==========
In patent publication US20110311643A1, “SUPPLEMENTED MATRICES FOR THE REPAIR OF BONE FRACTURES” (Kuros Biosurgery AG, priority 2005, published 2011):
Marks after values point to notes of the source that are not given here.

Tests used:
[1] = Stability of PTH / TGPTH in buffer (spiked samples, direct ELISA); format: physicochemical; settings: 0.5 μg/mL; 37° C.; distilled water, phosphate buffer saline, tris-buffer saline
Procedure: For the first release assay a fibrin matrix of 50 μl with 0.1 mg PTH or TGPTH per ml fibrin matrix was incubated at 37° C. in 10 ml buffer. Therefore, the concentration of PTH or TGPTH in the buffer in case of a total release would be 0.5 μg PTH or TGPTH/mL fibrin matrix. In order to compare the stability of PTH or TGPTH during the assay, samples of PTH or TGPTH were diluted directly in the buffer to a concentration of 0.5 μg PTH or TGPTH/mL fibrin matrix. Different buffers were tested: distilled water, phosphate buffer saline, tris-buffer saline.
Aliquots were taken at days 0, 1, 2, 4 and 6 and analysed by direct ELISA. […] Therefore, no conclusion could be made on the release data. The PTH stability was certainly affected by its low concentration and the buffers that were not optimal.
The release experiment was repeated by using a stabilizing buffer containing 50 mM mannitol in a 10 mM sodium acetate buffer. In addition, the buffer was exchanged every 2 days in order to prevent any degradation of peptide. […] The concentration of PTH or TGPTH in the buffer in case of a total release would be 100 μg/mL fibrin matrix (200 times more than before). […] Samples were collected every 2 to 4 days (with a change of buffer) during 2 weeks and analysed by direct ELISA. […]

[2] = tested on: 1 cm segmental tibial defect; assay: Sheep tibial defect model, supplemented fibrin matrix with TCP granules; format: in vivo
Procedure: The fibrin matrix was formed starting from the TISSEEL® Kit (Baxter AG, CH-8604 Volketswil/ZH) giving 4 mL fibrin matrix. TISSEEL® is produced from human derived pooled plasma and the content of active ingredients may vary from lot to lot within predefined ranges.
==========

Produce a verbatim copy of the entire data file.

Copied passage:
In patent publication US20110311643A1, “SUPPLEMENTED MATRICES FOR THE REPAIR OF BONE FRACTURES” (Kuros Biosurgery AG, priority 2005, published 2011):
Marks after values point to notes of the source that are not given here.

Tests used:
[1] = Stability of PTH / TGPTH in buffer (spiked samples, direct ELISA); format: physicochemical; settings: 0.5 μg/mL; 37° C.; distilled water, phosphate buffer saline, tris-buffer saline
Procedure: For the first release assay a fibrin matrix of 50 μl with 0.1 mg PTH or TGPTH per ml fibrin matrix was incubated at 37° C. in 10 ml buffer. Therefore, the concentration of PTH or TGPTH in the buffer in case of a total release would be 0.5 μg PTH or TGPTH/mL fibrin matrix. In order to compare the stability of PTH or TGPTH during the assay, samples of PTH or TGPTH were diluted directly in the buffer to a concentration of 0.5 μg PTH or TGPTH/mL fibrin matrix. Different buffers were tested: distilled water, phosphate buffer saline, tris-buffer saline.
Aliquots were taken at days 0, 1, 2, 4 and 6 and analysed by direct ELISA. […] Therefore, no conclusion could be made on the release data. The PTH stability was certainly affected by its low concentration and the buffers that were not optimal.
The release experiment was repeated by using a stabilizing buffer containing 50 mM mannitol in a 10 mM sodium acetate buffer. In addition, the buffer was exchanged every 2 days in order to prevent any degradation of peptide. […] The concentration of PTH or TGPTH in the buffer in case of a total release would be 100 μg/mL fibrin matrix (200 times more than before). […] Samples were collected every 2 to 4 days (with a change of buffer) during 2 weeks and analysed by direct ELISA. […]

[2] = tested on: 1 cm segmental tibial defect; assay: Sheep tibial defect model, supplemented fibrin matrix with TCP granules; format: in vivo
Procedure: The fibrin matrix was formed starting from the TISSEEL® Kit (Baxter AG, CH-8604 Volketswil/ZH) giving 4 mL fibrin matrix. TISSEEL® is produced from human derived pooled plasma and the content of active ingredients may vary from lot to lot within predefined ranges.